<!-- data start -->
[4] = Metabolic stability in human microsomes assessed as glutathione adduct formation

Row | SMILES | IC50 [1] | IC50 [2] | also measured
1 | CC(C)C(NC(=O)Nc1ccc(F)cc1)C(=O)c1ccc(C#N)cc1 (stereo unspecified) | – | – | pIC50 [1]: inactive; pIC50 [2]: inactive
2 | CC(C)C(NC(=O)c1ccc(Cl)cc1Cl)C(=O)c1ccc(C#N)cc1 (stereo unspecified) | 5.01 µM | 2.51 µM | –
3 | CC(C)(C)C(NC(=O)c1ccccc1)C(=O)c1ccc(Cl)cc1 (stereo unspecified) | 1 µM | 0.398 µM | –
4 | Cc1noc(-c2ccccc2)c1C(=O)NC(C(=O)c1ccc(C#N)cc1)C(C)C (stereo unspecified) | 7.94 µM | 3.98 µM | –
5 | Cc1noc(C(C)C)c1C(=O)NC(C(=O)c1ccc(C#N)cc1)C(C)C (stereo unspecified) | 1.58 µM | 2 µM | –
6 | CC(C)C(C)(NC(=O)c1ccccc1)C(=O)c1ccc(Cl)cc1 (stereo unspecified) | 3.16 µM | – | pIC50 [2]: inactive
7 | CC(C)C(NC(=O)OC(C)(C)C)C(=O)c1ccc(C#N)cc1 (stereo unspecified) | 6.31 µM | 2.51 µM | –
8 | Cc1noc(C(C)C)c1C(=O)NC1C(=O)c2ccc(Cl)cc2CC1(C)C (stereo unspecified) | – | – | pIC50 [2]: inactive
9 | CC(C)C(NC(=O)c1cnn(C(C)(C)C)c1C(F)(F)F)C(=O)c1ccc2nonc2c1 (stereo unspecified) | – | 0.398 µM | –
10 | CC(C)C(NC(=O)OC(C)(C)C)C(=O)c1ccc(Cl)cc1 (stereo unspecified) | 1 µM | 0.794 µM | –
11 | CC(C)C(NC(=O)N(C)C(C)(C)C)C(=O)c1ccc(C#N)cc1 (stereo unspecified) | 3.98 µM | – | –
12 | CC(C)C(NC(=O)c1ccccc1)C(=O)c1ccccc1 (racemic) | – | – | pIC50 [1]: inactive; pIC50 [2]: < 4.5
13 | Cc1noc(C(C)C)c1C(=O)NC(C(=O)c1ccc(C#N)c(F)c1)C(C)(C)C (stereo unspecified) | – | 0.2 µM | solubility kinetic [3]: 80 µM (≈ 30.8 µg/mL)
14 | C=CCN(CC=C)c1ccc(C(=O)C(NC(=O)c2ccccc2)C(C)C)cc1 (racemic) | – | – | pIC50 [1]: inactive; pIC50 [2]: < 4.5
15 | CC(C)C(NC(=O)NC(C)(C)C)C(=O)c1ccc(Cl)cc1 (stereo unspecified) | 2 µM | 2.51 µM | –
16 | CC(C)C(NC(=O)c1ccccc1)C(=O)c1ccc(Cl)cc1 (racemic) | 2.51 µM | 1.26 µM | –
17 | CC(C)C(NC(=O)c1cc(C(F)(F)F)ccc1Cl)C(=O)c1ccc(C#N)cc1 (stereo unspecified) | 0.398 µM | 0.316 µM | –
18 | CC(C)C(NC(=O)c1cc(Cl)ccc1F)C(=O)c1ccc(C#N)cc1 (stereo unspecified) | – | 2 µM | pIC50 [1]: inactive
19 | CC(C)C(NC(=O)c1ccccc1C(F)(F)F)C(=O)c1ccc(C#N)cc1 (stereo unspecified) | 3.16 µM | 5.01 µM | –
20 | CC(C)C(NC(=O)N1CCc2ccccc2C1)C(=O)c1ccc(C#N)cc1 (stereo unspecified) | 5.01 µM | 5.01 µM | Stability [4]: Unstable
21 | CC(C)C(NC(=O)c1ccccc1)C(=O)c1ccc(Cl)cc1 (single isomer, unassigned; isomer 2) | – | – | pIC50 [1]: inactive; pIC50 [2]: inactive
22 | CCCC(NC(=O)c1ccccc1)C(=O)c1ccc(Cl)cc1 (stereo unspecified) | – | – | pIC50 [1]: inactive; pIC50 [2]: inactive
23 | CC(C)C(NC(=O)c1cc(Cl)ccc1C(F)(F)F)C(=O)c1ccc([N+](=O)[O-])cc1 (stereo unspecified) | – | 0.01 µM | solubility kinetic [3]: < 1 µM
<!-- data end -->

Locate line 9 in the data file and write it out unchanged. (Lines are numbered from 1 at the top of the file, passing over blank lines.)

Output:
7 | CC(C)C(NC(=O)OC(C)(C)C)C(=O)c1ccc(C#N)cc1 (stereo unspecified) | 6.31 µM | 2.51 µM | –